Essay on Reverend John Lyle 's A Letter

1183 Words Feb 26th, 2016 null Page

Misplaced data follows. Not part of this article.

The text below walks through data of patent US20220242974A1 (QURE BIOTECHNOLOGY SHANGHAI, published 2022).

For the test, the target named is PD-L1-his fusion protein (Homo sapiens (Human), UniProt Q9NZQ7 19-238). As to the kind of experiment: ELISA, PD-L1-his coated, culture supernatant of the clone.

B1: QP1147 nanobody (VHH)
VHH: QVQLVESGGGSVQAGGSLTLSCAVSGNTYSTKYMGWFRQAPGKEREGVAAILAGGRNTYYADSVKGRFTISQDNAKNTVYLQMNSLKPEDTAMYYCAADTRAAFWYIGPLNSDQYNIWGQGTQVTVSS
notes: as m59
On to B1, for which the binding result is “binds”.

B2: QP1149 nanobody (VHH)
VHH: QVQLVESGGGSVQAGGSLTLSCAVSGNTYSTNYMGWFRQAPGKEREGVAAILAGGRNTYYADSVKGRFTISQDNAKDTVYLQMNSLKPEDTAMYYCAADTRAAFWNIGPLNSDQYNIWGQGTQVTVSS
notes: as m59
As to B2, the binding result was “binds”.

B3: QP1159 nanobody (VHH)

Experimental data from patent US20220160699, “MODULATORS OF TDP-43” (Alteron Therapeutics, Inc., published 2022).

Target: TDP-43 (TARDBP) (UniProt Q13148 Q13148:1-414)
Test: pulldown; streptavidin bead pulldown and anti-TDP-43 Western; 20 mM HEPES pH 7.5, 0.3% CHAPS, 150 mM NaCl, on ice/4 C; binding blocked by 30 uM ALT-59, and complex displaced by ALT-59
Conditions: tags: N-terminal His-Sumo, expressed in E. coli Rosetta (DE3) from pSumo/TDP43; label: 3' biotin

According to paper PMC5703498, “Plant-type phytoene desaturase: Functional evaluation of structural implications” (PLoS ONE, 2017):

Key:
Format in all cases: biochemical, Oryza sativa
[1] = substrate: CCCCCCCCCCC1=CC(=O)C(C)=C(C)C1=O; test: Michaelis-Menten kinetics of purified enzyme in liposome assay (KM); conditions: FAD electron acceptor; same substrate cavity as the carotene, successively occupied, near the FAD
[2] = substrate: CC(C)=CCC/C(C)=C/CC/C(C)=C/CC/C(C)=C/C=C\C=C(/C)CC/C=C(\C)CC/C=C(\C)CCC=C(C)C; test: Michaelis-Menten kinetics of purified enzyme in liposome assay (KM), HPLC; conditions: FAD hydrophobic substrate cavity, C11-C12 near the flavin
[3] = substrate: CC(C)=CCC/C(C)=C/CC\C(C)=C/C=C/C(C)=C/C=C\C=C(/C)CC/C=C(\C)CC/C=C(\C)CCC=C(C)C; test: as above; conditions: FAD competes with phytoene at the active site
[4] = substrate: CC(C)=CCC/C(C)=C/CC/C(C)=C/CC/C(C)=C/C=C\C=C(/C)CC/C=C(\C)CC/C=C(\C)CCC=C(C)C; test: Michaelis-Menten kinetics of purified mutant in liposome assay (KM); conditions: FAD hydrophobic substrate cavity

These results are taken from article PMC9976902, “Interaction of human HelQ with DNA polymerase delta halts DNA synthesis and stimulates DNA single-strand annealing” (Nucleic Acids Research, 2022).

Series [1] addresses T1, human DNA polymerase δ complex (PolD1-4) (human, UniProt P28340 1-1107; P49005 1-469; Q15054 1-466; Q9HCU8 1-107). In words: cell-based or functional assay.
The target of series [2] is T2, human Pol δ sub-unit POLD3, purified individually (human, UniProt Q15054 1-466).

Abolitionist thinking in the county took concrete influence from the instances of interactions with people effected by Slavery. In 1828, two escaped slave women spoke at a religious meeting in Rushford about their experiences in slavery. A twelve year old Calvin Fairbank and his family had attended this meeting. Fairbank would claim that this event was the source of his intense anti-slavery views and fervor to help free slaves. In Oramel, former slave and Underground Railroad conductor, Reverend John Lyle, ran a church, which he used as a platform to preach against slavery. From October 1st-7th, 1852, Frederick Douglas went a speaking tour across several towns in Allegany County, accompanied by his friend Asahel Cole and other local abolitionists. In a letter by Frederick Douglas describing his visit, he claims that his anti-slavery message was for the most part well received and that he found instances of the kind church condemnation of slavery that he believed to be rare in the country. A letter by Asahel Cole on the speaking tour describes it similarly, but a little more attention to the negative aspects. He adds a story of one instance during a rest between events, where a pro-slavery individual entered the room they were in, and, unaware of who was in the room’s composition, proceed to expound his pro-slavery anti-black views. Douglas rose from the corner of the room, proceed to interrogate the man and show the faultiness of his arguments, and recommended to the…

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